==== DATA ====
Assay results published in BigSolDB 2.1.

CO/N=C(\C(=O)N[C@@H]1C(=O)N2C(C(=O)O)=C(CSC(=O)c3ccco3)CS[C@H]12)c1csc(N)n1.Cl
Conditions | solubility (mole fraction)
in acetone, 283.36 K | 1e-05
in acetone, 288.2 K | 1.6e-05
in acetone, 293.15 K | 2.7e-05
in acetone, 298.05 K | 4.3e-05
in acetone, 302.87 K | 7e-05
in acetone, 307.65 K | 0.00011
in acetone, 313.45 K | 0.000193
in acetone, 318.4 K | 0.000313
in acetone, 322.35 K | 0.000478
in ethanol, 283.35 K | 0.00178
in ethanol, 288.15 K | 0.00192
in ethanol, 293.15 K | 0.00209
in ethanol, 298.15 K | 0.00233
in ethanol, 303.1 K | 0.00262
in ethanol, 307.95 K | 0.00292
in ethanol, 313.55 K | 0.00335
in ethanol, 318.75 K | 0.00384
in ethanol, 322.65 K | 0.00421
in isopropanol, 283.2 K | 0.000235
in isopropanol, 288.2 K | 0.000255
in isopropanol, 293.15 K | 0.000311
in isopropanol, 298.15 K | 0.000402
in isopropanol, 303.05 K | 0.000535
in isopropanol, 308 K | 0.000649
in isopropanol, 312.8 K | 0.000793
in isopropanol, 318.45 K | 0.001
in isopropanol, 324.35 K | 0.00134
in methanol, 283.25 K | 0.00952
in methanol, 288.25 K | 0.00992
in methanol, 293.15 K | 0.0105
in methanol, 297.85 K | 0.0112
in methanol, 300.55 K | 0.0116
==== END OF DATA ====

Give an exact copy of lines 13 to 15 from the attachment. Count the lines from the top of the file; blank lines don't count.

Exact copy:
in ethanol, 283.35 K | 0.00178
in ethanol, 288.15 K | 0.00192
in ethanol, 293.15 K | 0.00209